“The wicked, through the pride of his countenance, will not seek after God: God is not in all his thoughts. His ways are always grievous; thy judgments are far above out of his sight: as for all his enemies, he puffeth at them.” (Psalm 10:4 & 5)

The modern versions, ever falling short in wisdom and discernment, presented confused renderings such as:

RSV: “4 & 5 In the pride of his countenance the wicked does not seek him; all his thoughts are, “There is no God.” His ways prosper at all times; thy judgments are on high, out of his sight; as for all his foes, he puffs at them.”

NIV and NKJV “…His ways are always prosperous…”

I was reminded of this perversion of scripture while reading Gail Riplinger’s In Awe of Thy Word. This was one of many examples that she provided for how the modern versions have not only perverted and omitted God’s word, but have turned it completely upside down by presenting its exact opposite. I should go through most, if not all of her examples in future articles.

How does one come up with prosperous in this context? Can someone who ignores the judgments of God be called prosperous? The modern self-indulgent, yuppie soccer mom might think so, but the authors of the Psalms were of a different mentality.

This is another outright stupid error on the part of the RSV, NIV, NKJV, ESV, HCSB, and other modern versions, and it should have embarrassed their alleged scholars, but I suspect that anyone who would ignore God’s injunction against adding to or taking away from his word has no shame to start with.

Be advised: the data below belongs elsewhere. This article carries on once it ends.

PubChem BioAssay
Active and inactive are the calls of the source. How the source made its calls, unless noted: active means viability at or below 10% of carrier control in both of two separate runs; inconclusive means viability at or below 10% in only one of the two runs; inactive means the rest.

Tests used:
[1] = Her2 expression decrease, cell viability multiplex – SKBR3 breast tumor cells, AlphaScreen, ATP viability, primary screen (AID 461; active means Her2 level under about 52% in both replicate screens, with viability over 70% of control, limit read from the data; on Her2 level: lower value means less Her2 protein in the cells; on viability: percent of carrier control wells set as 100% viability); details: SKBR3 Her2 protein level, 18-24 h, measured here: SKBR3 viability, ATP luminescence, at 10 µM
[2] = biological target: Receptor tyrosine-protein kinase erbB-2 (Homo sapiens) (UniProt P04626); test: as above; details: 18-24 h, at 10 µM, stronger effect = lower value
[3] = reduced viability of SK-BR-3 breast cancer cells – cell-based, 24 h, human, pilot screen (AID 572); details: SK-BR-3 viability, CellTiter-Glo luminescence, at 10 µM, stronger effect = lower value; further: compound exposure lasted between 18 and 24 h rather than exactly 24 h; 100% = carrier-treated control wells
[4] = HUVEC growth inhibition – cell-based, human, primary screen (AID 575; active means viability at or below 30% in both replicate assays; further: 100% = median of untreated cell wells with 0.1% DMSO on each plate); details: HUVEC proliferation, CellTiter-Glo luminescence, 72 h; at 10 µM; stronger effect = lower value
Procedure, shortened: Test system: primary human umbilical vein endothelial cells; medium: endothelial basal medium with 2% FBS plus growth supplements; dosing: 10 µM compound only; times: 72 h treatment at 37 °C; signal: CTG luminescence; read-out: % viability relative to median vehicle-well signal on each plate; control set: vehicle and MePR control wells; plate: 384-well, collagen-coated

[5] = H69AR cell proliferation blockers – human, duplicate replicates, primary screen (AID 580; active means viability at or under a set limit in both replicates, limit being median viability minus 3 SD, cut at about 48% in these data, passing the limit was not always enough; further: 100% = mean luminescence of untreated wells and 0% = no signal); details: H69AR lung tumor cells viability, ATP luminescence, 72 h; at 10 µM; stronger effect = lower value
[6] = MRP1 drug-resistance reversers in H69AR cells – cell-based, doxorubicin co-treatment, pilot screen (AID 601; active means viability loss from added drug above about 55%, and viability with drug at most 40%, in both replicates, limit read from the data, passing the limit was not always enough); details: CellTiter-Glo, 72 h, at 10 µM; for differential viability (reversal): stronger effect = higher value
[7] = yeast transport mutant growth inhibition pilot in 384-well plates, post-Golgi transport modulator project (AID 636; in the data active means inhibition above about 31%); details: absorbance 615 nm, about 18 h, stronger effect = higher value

The verb in question is xul (or xyl), which has the basic meaning to twist or turn. It is used in many metaphorical ways, and they often refer to painful movement such as writhing or the pains of childbirth.

Writhing is, of course, associated with grievous pain. This is a verb that always merits discussion in Hebrew classes every time that it pops up, because it confuses students and professors alike. Consideration of context and spiritual discernment are always called for when looking at this verb.

The error of the modern versions stems from a misunderstanding created or perpetuated by Gesenius who confused this verb with the Arabic verb Hala, which relates to strength and firmness.

This misunderstanding is reflected in the ASV’s: “His ways are firm at all times; Thy judgments are far above out of his sight: As for all his adversaries, he puffeth at them.” The later version variants are simply extensions of this concept.

Simply reading this verse should have been enough to alert anyone of average intelligence that the opposite of strength is intended, and that this should have been clear even to the modern translation committees even though they did not have the Holy Spirit to guide them.

I suppose the NIV translators, et al., either were of below average intelligence, or their sinful natures overrode whatever intelligence they did have.

John Hinton, Ph.D.
Bible Restoration Ministry
A ministry seeking the translating and reprinting of KJV equivalent
Bibles in all the languages of the world.